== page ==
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Tuesday, April 26, 2011

Patagonia The Last Wild Place


The new book, Unknown Patagonia, tells the story of the precious and unexplored region of central Chilean Patagonia and the environmental threats it faces

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Lenticular clouds above Lago Carrera in central Chilean Patagonia. Lenticular clouds are common in the far south; stacked and layered lenticulars only occur a few times each summer. The clouds are evidence of intense winds aloft and often of changing weather.


A clearing storm reveals secondary towers and spires that crowd around Cerro San Lorenzo on the border between Chilean and Argentine Patagonia. These peaks are an hour south of a town named after Lord Cochrane, a British naval hero who also fought for Chilean independence and whose swashbuckling career was the inspiration for Patrick O’Brien’s famous series of seafaring novels.
In South America, "south" means more than a direction, more than a description and more than a mere adjective. It means Patagonia. A majestic place of fjords and forests, ice fields and icy lakes, wind-scoured skies and wind-combed steppes, this is the “south” that we fell in love with on our first trip to southern Chile in 2002. After a month of traveling through central Chilean Patagonia, in the region known as Aysén, we left promising to return as soon as possible to the most beautiful landscape we had ever seen. Doing so was easy. We started thinking of Patagonia as our second home and began sharing our passion for one of the last perfect places on Earth.

Geographically, Patagonia is puzzling. There’s much debate over where it begins and ends. No one denies the peaks and glaciers, but is the dense green Valdivian rain forest part of Patagonia as well? Locals on both sides of the Chilean-Argentinean border stake their claim to the area’s mystique. Our focus is on Palena and Aysén, two neighboring regions in southern Chile. Palena is in the lower half of Chile’s 10th Region, also called the Region of Lakes. You can’t drive there directly because the national road network is cut off by the peaks, fjords and impassable cliffs that plunge into the Pacific Ocean. Ferryboats take you south to where the road begins again and continues onto Aysén, Chile’s 11th Region, which is cut off from the final and more famous 12th Region, Magallanes, at the very bottom of the continent.


One of the three species of southern beech trees that dominate Patagonian forests, the ñirre exhibits a rich spectrum of colors in autumn, ranging from yellow through orange to deeper reds. The beech forests are often festooned with a kind of Spanish moss, known as barba de viejo, or Old Man’s Beard.
Isolated from the rest of Chile and safe from too many people or too much development, the natural beauty of Palena and Aysén has stayed intact. An unrelenting and complex coastline is part of what has kept this part of Patagonia unknown. If this region is the wildest landscape in all of Chile, it’s not because of a steadfast conservation effort by the Chilean people to protect the land from modern industrial-scale development. It’s mostly because no one can really get there and especially not in great numbers. The region is one of the most sparsely populated in all of South America. The terrain is so rugged that building roads just isn’t possible. The Southern Highway, or Carretera Austral, is the only road that crosses this landscape from north to south. The best way, and sometimes the only way, to really see the land is to fly over it. So the rough terrain of northern Patagonia and Palena, with its twisting fjords, hanging valleys and nameless lakes, is kept safe by its sheer steepness.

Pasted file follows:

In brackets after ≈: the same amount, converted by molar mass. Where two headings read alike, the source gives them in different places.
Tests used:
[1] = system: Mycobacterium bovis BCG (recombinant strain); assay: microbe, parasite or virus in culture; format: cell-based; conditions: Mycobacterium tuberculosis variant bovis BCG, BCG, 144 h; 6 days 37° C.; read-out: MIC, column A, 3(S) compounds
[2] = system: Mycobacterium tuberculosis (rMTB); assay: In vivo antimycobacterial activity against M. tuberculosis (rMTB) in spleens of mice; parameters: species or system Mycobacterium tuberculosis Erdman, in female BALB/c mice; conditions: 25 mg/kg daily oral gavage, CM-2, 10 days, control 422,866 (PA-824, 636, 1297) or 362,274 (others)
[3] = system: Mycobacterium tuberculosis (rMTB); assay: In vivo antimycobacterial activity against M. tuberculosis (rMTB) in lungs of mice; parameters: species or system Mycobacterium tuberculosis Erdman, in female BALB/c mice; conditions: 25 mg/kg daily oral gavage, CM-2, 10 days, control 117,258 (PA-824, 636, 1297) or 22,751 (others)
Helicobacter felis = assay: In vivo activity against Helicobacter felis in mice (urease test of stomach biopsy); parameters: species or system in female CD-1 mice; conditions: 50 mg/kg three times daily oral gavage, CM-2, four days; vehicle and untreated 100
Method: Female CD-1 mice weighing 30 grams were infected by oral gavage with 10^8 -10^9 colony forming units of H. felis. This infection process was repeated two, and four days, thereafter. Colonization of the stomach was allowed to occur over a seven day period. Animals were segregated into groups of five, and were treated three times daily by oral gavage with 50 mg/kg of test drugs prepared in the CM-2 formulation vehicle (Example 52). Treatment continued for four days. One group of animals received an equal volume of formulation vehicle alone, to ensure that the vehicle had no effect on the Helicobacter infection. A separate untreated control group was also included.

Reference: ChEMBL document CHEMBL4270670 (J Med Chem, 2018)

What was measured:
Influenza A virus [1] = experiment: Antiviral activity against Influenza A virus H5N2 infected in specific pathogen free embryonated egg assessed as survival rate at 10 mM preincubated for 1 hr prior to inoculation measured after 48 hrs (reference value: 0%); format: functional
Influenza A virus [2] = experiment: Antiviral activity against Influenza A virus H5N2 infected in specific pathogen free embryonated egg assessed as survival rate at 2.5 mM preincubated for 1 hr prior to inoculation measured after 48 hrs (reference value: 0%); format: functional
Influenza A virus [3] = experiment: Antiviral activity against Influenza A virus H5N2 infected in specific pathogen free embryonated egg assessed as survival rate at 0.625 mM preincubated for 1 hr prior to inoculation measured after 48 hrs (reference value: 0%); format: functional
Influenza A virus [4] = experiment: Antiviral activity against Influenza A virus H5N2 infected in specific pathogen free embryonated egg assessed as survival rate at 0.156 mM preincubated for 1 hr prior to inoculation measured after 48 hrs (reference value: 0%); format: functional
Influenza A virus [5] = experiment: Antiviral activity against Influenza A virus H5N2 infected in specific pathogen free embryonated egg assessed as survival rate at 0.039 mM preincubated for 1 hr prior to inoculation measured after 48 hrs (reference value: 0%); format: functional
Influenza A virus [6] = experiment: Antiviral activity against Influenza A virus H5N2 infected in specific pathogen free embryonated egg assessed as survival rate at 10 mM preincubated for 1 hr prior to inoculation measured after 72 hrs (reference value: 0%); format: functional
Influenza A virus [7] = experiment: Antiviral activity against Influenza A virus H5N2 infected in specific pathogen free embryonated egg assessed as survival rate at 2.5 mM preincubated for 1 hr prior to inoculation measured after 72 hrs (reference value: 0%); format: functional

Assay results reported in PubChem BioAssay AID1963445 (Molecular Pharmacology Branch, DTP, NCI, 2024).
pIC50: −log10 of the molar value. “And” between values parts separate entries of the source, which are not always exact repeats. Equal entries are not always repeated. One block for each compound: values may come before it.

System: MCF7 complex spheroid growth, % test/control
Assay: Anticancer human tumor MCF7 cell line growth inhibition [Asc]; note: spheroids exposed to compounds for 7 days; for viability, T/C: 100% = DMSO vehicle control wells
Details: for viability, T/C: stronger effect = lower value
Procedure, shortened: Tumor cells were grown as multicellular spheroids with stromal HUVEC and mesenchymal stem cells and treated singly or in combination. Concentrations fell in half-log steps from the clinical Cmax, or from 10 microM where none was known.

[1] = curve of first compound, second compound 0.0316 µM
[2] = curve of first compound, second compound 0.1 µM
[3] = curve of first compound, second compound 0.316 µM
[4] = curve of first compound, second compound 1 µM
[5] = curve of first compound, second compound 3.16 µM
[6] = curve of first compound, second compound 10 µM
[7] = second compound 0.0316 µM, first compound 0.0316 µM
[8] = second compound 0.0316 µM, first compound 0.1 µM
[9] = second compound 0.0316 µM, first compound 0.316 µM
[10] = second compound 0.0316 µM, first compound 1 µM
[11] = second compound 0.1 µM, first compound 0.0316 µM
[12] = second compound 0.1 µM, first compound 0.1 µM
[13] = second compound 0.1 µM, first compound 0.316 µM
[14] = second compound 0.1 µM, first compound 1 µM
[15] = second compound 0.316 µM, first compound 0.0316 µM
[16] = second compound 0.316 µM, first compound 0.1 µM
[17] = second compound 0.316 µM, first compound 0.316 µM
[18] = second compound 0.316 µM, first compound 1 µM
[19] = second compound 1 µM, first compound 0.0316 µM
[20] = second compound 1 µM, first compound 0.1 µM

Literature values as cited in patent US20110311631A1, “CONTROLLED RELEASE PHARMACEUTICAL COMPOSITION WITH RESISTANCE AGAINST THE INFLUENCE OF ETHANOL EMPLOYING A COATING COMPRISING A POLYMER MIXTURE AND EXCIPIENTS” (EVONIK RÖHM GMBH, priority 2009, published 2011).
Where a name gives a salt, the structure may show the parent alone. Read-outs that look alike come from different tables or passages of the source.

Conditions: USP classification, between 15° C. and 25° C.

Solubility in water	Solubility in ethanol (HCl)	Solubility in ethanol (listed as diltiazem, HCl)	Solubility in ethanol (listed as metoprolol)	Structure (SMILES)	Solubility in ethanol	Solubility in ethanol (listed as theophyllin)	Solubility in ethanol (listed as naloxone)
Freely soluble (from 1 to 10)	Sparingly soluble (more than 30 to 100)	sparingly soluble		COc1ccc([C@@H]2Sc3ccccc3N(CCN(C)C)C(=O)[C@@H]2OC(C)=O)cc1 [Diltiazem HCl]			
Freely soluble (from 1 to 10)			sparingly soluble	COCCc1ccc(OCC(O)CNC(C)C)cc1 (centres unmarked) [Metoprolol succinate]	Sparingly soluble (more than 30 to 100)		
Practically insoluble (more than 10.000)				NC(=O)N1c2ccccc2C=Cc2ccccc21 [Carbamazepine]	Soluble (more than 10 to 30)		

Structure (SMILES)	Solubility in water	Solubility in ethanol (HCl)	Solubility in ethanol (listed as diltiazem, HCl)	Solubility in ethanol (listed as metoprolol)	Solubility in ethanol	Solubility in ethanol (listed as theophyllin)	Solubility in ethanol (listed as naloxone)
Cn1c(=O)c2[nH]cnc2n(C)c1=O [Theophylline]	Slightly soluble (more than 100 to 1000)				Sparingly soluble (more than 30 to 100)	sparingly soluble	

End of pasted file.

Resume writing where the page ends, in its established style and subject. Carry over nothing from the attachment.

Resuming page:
But there are troubling signs ahead that threaten to harm the landscape’s purity. Along the coast, careless salmon farming threatens many of the pristine fjords. A number of deals made during the Pinochet regime gave control of Patagonia’s free-flowing rivers to foreign energy companies. Arguing that Chile faces a critical energy deficit between now and 2025, an energy consortium has lobbied for five years to build five hydroelectric dams on the pristine Baker and Pascua rivers, producing 2,750 megawatts of power to be sent north to central Chile. To carry all of that energy, 200-foot-tall transmission lines, which would require a clearcut some 400 feet wide for 1,500 miles, would be constructed and run through 64 communities and 14 protected areas. Completion of dams on these two rivers alone would submerge 5,910 hectares of Patagonia’s remaining wild lands.


LEFT: These yellow chocho lupine are found only around Puerto Tranquilo at the western end of Lago Carrera. CENTER: Small “hanging” lakes dot the granite peaks of northern Patagonia in the province of Palena. Most, like this one, have never been visited by fishermen or hikers or climbers because it would take some serious bushwhacking, then rock-climbing, to reach its shore. The only way to see and photograph such hidden lakes is from a small plane.


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